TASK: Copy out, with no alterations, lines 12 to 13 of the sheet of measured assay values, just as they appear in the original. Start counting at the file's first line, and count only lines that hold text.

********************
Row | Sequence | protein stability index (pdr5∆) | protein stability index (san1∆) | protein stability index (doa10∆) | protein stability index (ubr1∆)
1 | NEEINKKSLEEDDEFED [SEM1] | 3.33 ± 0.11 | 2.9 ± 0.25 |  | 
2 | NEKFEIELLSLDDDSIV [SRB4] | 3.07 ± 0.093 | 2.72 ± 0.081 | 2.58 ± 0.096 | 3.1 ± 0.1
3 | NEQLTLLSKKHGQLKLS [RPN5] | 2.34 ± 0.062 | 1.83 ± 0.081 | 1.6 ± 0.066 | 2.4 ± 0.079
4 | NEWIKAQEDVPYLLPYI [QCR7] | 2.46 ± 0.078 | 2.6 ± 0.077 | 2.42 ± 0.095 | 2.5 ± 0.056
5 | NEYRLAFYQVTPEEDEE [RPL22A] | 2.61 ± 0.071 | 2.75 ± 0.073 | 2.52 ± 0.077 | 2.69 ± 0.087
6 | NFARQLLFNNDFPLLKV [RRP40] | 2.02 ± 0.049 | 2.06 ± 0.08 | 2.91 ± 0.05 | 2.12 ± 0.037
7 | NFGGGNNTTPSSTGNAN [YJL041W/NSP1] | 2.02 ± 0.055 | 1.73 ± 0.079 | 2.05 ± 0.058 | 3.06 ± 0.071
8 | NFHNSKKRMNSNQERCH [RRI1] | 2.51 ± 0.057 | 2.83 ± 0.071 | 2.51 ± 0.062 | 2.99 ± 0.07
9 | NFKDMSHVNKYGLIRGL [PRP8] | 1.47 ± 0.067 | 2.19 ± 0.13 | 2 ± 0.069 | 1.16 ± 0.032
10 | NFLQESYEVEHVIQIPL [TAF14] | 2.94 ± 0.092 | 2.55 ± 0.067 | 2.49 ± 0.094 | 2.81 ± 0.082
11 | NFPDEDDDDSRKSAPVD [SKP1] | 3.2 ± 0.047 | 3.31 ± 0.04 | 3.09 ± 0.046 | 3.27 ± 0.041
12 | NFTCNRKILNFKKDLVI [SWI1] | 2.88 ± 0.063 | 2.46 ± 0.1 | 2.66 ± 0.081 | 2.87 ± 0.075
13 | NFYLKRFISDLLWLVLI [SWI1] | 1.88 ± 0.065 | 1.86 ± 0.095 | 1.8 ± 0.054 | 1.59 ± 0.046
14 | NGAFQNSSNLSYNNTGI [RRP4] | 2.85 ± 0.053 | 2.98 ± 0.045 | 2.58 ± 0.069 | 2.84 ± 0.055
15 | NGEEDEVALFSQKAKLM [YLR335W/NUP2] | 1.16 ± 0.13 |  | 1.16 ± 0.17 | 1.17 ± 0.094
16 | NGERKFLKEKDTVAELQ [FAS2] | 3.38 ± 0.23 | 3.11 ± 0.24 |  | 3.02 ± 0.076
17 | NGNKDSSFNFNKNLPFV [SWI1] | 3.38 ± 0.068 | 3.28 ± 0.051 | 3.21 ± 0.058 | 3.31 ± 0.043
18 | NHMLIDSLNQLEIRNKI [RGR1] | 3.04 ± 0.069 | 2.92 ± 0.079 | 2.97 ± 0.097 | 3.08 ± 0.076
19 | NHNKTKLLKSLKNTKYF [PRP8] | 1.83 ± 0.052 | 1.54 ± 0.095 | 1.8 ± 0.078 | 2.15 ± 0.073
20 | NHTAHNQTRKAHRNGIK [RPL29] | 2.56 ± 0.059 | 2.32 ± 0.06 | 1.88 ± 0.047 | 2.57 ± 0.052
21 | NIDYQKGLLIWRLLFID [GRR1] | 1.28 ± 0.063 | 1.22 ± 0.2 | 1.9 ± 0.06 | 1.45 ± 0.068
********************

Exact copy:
11 | NFPDEDDDDSRKSAPVD [SKP1] | 3.2 ± 0.047 | 3.31 ± 0.04 | 3.09 ± 0.046 | 3.27 ± 0.041
12 | NFTCNRKILNFKKDLVI [SWI1] | 2.88 ± 0.063 | 2.46 ± 0.1 | 2.66 ± 0.081 | 2.87 ± 0.075